Stack Overflow is a community of 4.7 million programmers, just like you, helping each other.

Join them; it only takes a minute:

Sign up
Join the Stack Overflow community to:
  1. Ask programming questions
  2. Answer and help your peers
  3. Get recognized for your expertise

Here's a simple question regarding const correctness.

I have this class:

template <class T>
class Foo
    std::map<std::string, boost::any> members; 

    template <typename T>
    std::vector<T>& member(const std::string& memberName) 
        return boost::any_cast<std::vector<T>&>(members[memberName]);

I then have a functor which includes the following:

bool operator()(Foo& foo) const
    std::vector<T> & member = foo.member<T>(_memberName);

What confuses me here is that I cant pass Foo by reference to const, since I'm calling the non const member getter function. With regard to its signature, this gives the impression that operator() changes foo.

Should I correct this and if so how?

share|improve this question
up vote 9 down vote accepted

The usual way is to add a const overload for the member function:

template <typename T>
std::vector<T> const & member(const std::string& memberName) const
{              ^^^^^                                         ^^^^^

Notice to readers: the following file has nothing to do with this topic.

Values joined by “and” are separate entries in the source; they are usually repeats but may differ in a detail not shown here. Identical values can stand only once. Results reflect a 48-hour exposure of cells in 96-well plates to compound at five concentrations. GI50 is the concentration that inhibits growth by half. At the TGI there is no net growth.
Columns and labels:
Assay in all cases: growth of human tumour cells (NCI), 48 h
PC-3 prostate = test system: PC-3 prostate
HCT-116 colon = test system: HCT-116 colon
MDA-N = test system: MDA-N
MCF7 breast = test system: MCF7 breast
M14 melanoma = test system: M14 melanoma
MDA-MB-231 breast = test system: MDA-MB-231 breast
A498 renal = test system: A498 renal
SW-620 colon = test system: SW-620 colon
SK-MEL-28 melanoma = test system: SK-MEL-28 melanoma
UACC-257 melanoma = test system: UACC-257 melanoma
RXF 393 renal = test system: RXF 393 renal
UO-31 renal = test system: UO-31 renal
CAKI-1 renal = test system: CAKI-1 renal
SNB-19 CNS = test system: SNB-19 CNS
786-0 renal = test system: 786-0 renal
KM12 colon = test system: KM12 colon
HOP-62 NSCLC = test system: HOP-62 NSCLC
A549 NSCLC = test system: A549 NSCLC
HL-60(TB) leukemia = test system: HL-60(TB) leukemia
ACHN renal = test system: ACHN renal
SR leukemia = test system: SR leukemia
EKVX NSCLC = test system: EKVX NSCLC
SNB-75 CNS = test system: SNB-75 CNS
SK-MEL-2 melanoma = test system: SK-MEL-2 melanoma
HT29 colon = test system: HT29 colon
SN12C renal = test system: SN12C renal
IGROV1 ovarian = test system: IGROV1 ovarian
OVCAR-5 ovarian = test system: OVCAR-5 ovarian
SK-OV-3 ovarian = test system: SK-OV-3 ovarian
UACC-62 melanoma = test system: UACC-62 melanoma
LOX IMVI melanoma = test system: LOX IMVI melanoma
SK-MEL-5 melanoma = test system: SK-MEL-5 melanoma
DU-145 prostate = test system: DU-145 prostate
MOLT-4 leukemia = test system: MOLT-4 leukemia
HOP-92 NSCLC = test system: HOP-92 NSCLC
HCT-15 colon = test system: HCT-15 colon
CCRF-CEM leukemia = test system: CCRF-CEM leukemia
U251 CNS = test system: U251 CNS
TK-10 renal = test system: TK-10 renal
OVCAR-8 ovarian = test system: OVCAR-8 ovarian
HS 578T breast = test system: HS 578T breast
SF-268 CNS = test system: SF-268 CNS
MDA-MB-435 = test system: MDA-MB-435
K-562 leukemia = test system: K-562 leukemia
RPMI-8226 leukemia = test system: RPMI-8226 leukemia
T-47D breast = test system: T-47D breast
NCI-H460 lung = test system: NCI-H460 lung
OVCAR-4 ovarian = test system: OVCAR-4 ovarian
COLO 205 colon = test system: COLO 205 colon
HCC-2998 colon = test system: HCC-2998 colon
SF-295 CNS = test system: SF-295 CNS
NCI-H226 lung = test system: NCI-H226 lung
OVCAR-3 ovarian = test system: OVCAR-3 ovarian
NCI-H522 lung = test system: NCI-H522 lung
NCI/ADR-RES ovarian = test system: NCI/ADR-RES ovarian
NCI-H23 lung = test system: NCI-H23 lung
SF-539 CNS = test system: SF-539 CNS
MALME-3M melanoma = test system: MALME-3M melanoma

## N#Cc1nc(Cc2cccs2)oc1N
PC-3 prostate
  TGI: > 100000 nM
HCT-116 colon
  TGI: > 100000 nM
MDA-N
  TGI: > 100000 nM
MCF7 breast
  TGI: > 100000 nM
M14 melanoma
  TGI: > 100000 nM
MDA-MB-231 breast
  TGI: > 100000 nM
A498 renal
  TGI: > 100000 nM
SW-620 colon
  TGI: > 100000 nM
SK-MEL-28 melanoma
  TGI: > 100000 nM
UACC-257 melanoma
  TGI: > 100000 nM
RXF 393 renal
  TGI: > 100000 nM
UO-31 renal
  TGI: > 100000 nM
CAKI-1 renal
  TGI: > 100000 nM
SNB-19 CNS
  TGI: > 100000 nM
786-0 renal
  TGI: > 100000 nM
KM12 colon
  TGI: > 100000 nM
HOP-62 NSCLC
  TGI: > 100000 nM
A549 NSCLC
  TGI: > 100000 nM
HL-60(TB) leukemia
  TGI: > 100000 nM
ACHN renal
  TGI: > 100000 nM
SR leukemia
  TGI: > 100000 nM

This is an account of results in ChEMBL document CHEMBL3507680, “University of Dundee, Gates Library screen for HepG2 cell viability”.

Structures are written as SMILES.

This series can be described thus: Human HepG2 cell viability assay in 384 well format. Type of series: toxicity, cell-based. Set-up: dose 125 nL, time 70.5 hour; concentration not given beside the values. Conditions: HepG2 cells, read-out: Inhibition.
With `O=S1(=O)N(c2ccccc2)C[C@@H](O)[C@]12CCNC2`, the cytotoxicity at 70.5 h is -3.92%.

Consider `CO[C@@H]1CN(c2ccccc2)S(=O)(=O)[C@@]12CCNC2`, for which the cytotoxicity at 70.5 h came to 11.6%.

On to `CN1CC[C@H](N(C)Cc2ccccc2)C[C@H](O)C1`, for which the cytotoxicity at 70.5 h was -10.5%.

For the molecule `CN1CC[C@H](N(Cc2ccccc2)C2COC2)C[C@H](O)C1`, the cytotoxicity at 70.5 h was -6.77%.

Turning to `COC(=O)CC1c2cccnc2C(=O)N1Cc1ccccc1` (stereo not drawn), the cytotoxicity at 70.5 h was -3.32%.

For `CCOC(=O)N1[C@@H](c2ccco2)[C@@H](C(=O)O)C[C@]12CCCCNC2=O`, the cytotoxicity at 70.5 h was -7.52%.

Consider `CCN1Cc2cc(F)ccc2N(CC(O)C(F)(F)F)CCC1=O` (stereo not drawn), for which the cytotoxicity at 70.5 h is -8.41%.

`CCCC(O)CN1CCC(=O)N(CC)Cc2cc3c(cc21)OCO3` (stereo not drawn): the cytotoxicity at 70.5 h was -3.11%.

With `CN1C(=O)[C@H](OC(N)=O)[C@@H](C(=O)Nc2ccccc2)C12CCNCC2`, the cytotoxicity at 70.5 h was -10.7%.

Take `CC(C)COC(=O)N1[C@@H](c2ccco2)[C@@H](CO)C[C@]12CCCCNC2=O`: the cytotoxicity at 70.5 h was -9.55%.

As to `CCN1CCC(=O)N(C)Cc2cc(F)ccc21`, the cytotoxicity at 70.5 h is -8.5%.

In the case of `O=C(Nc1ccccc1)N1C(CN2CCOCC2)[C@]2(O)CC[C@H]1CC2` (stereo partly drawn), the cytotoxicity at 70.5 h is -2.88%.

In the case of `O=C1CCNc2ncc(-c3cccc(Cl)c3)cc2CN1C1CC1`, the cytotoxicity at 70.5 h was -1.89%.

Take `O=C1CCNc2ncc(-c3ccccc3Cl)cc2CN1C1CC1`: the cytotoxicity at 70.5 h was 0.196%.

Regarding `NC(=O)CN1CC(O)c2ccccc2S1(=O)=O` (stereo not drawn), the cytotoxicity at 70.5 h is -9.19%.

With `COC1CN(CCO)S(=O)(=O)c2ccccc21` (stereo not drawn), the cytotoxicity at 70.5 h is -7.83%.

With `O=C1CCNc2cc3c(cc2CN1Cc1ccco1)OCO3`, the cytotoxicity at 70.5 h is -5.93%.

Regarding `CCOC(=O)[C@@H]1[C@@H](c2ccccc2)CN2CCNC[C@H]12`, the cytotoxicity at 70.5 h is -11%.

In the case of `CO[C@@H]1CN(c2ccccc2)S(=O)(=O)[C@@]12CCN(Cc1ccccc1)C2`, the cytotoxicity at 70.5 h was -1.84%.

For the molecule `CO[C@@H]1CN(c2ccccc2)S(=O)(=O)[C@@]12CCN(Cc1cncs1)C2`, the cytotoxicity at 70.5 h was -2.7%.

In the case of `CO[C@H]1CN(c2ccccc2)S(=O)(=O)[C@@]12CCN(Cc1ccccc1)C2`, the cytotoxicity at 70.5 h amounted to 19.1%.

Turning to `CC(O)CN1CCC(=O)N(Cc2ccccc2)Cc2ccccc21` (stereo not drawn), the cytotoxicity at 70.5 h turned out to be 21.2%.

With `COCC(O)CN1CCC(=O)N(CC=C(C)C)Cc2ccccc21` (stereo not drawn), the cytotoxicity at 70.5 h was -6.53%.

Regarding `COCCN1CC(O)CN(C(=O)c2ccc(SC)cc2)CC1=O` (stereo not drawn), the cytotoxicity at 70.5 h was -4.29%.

return boost::any_cast<std::vector<T> const &>(;
}                                         ^^^^^            ^^

Calling the member on a const Foo will choose this overload; calling it on a non-const will choose the original one.

Note that at() is a fairly new addition to std::map. If you're stuck with an outdated library, you'll need something like:

std::map<std::string, boost::any>::const_iterator found = members.find(memberName);
if (found == members.end()) {
    throw std::runtime_error("Couldn't find " + memberName);
return boost::any_cast<std::vector<T> const &>(found->second);
share|improve this answer

The const correctness applies on the object, whose method you execute. So:

bool operator()(Foo& foo) const

means that operator() will not change anything in the functor class, like the _memberName (which seems to be a member of the functor class).

The way it is defined, it is allowed to change Foo (call non-const methods).

EDIT: See Mike Seymour's answer as it describes a way to fix it. I personally have done that a lot but didn't seem to get exactly your question. :)

share|improve this answer
But the question is, can we arrange to pass foo by const reference? – Mike Seymour Sep 14 '12 at 14:13

Your Answer


By posting your answer, you agree to the privacy policy and terms of service.

Not the answer you're looking for? Browse other questions tagged or ask your own question.